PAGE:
ECNL Finals: National champions overcome heat, fatigue, spirited opposition in Richmond
By Charles Boehm
RICHMOND, Va. – The eight teams vying for national championships at the West Creek complex on Monday, the fifth and last day of the Elite Clubs National League’s finals week, had reached the ultimate stage of an arduous, year-long road and climbed to the top of an extremely competitive league.
And with pressure, fatigue and the oppressive conditions of a Mid-Atlantic heat wave bearing down on them, the final day of their season offered up a few more challenges before they could get their hands on a prized trophy.
PDA (N.J.) kicked off the day with a comprehensive 3-0 defeat of Dallas Sting in the Under-17 title game, followed by a U-15 championship win for Eclipse Select SC (Ill.) thanks to a 2-0 defeat of Real Colorado.
And as the mercury continued to soar in the early afternoon, Sereno (Ariz.) edged Slammers FC (Calif.) in a penalty-kick shootout to become U-16 champs after a tense 0-0 draw in regulation time, while De Anza Force (Calif.) U-14s closed out the day with an impressive 3-1 win over PDA to take top honors in the ECNL’s youngest division.
In each game, there were screams of joy on one side and heartbroken tears on the other. And for the most part, the most successful teams were those who kept control of the ball – and thus took control of the tempo.
“We figured that if we keep the ball, we’d take their legs. We felt that if we took their legs, we’d take their will to compete,” said PDA U-17s coach Mike O’Neill after his team’s relentless pressure and smart use of possession left a strong, athletic Sting side frustrated and fatigued. “So we felt as long as we kept the ball – and if we lost it, the mentality was to win it back right away. And if we couldn’t, we’d organize and then take it from there.
“It all comes down to us keeping it,” added O’Neill, whose club also won the overall ECNL club championship. “That was our best defense – keeping the ball.”
In the case of the U-16s final, a finely balanced matchup and some desperate goal-line defending kept the game scoreless though 100 minutes of play before Sereno held their nerve with a 2-0 shootout win to pull off what has to be considered an upset over Slammers, a SoCal powerhouse who won last year’s overall ECNL club championship.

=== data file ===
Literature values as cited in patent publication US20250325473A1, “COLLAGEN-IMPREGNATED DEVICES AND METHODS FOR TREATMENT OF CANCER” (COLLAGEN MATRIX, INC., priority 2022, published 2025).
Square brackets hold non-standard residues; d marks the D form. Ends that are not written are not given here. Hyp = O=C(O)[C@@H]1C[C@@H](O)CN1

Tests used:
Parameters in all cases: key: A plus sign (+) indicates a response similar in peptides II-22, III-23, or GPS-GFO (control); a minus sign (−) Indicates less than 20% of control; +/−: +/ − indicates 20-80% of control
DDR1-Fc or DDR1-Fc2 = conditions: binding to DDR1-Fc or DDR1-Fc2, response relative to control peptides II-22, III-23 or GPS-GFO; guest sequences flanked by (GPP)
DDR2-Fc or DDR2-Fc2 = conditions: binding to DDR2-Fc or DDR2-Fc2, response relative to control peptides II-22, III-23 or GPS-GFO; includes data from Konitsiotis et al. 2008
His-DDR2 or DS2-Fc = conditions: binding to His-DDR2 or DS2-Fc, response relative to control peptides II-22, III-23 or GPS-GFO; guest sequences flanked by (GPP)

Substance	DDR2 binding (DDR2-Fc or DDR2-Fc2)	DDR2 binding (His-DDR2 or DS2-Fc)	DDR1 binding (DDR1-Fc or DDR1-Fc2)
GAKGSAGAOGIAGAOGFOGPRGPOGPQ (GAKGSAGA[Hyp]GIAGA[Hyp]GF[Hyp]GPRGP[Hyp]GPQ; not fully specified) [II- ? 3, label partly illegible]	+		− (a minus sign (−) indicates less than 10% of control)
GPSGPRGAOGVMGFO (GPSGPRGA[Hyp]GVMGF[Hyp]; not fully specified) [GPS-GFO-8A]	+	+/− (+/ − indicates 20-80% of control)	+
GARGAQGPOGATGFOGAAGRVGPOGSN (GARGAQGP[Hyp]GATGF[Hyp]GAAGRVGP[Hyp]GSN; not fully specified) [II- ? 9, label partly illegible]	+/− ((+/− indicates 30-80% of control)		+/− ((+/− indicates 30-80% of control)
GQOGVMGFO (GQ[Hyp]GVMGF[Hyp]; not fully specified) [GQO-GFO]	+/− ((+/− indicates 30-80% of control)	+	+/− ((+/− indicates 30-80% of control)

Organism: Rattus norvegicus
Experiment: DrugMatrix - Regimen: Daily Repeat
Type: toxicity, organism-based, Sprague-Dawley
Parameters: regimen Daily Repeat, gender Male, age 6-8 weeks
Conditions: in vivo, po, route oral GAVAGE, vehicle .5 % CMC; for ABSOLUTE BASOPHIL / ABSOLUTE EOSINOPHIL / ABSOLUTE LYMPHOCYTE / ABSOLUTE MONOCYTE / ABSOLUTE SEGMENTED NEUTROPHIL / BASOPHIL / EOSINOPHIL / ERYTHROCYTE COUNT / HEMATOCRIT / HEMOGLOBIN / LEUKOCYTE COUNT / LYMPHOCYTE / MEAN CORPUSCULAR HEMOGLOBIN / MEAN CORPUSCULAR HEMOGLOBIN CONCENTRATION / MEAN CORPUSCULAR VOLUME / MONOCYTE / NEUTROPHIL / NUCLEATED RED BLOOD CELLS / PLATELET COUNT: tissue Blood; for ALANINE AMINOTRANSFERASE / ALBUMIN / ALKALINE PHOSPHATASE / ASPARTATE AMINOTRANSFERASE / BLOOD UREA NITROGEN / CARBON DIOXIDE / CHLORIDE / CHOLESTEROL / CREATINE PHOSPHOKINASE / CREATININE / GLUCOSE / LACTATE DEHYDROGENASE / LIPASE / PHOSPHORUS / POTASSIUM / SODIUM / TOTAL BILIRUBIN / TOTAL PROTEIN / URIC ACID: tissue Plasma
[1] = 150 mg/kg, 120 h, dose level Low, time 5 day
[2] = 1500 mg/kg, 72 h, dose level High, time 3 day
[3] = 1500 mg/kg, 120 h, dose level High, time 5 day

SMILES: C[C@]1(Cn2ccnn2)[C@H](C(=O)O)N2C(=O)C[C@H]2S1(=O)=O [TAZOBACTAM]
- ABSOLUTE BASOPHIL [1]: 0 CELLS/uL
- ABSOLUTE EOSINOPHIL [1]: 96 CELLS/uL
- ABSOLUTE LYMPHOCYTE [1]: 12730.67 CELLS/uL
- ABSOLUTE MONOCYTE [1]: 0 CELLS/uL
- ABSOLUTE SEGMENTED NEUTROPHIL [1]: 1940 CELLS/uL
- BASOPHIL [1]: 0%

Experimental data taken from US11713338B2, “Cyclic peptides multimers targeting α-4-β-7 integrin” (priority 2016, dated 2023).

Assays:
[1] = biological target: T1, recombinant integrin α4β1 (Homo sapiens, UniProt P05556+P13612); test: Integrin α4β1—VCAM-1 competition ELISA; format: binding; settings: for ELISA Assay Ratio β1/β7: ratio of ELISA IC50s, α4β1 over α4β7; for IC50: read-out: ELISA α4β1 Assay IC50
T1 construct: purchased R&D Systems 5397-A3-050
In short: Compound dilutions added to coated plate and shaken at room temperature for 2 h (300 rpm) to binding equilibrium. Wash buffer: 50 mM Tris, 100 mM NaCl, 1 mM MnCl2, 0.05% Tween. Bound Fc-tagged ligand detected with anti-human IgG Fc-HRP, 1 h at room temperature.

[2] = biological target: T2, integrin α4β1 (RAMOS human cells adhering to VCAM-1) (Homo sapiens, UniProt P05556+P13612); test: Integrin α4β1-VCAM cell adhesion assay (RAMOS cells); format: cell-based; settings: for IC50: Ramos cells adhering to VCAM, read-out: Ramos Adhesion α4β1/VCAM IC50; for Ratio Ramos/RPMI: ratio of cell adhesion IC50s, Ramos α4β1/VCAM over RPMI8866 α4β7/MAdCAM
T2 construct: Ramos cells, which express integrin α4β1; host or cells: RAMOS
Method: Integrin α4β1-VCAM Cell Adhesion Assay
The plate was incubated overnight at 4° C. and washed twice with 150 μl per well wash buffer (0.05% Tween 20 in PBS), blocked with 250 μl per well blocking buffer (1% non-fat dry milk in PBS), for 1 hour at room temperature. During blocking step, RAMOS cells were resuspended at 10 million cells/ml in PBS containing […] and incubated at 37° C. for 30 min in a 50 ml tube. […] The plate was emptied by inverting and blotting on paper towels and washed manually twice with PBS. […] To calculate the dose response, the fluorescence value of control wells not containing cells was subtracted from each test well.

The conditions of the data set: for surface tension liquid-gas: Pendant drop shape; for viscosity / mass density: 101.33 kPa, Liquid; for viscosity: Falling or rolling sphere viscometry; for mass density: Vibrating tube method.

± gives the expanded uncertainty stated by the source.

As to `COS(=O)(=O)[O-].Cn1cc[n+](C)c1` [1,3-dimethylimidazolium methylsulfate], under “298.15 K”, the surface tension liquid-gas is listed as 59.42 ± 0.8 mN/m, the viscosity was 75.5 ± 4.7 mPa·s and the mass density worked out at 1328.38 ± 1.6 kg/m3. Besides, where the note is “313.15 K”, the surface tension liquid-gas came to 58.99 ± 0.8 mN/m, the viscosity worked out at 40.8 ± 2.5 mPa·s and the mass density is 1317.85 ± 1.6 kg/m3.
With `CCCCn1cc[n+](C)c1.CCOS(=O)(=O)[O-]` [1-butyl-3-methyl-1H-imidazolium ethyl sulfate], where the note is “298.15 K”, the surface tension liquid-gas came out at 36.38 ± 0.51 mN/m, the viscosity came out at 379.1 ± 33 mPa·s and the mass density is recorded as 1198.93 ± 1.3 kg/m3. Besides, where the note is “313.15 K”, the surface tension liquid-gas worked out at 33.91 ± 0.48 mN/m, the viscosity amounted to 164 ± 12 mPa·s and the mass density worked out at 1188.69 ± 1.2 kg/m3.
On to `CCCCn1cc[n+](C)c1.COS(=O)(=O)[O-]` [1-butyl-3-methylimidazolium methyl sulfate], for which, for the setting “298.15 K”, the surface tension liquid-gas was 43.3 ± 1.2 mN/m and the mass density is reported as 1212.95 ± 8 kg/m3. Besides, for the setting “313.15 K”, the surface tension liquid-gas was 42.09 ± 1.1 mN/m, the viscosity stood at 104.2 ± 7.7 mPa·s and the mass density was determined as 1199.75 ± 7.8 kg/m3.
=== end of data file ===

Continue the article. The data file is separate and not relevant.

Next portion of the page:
“[With] tired legs, there wasn’t much of a midfield – it was get it to our forwards, get it to their forwards and see what happened. Both sides were going at it – credit to both sides in this heat and these conditions on the fourth game [of the week],” said Sereno coach Paul Taylor. “A lot of credit to the Slammers, but a lot of credit to a [Sereno] team that came in a little under the radar a little bit – nobody fancied them, nobody really rated them and they’ve continued to progress and play some good, attractive soccer.
“And they’ve got a great work ethic which gives them an opportunity to win any game they’re in. And the togetherness of the squad is fantastic.”
Alluding to his homeland’s checkered history with spot kicks in major international tournaments, Taylor wryly gave his team all the credit for their PKs success.
“We practiced as best we can but being English, it’s not my forte, you know what I mean? So I try and stay away from it,” he said. “But they kept their nerves and like anybody, it’s a crapshoot when it comes to that. Fortunately [goalkeeper Jalen Tompkins] pulled off a couple of good saves.
“I think fate was shining on us a little bit today. And I think sometimes you do that – with a little bit of luck and a little bit of hard work, it comes together.”
After the first two days of the ECNL National Finals encountered heavy rain and fields so wet that Friday’s and Sunday’s matches had to be moved to artificial-turf fields at the River City Sportsplex, the final two days featured scorching sunshine and draining humidity.
It underlined the importance of this year’s new insertion of a rest day at the event’s halfway point, one of several tweaks the ECNL has made to the events system which determines its top prizes.
“At the end of the day a lot of the times the teams that win that are the deepest teams, not necessarily the best teams,” noted league president and Wisconsin Eclipse coach Christian Lavers. “So we thought it was important when we set this up, that we put in a day off somewhere so that players can have a time to rest and recover. Because what you want at the end is the best teams going through, and you want your final to be the best possible display of soccer.
The ECNL has also shown a spirit of bold experimentation with constant adjustments to its competition format, the addition of a U-23 division and the division of its championship stage into two events, with a “National Playoff” in Colorado last month determining which select teams would vie for national honors this week in Richmond.
“By splitting it to two events, you’re allowing a national champion to be crowned after playing eight games instead of just four,” league commissioner Sarah Kate Noftsinger explained to Soccerwire.com. “So you’re also allowing more people to compete throughout the year and to come into a playoff event with the chance to actually win a national championship instead of it getting to be May and not have a chance to win a title.
“So this year there were 64 teams that really had a chance to come in and win a national championship at the start of the playoff.”